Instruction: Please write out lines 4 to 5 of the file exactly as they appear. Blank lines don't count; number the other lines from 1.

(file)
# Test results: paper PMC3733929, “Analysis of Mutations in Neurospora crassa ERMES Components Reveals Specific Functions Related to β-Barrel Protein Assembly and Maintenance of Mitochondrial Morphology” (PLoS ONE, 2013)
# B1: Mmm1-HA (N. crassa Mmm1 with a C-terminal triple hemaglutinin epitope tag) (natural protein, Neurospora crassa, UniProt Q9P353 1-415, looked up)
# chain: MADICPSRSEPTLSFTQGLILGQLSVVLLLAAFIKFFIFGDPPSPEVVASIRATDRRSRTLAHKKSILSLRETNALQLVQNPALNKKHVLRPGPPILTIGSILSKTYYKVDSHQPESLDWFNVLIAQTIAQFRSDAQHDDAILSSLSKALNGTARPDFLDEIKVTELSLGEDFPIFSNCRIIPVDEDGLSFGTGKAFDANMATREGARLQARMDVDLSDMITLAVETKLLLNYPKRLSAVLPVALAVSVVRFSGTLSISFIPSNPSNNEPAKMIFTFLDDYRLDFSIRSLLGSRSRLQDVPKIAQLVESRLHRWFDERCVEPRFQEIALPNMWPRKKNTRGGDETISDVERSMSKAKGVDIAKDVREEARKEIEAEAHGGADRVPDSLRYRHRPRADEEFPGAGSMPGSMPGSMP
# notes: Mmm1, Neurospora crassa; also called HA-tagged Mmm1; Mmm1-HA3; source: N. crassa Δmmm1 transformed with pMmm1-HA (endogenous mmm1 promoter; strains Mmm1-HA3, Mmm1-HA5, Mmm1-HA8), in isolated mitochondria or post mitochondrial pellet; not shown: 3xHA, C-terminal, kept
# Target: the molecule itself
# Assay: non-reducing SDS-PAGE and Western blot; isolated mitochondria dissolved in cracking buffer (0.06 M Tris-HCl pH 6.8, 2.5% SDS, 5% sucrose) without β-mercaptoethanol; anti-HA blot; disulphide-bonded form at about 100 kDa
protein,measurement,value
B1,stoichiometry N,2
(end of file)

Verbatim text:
# notes: Mmm1, Neurospora crassa; also called HA-tagged Mmm1; Mmm1-HA3; source: N. crassa Δmmm1 transformed with pMmm1-HA (endogenous mmm1 promoter; strains Mmm1-HA3, Mmm1-HA5, Mmm1-HA8), in isolated mitochondria or post mitochondrial pellet; not shown: 3xHA, C-terminal, kept
# Target: the molecule itself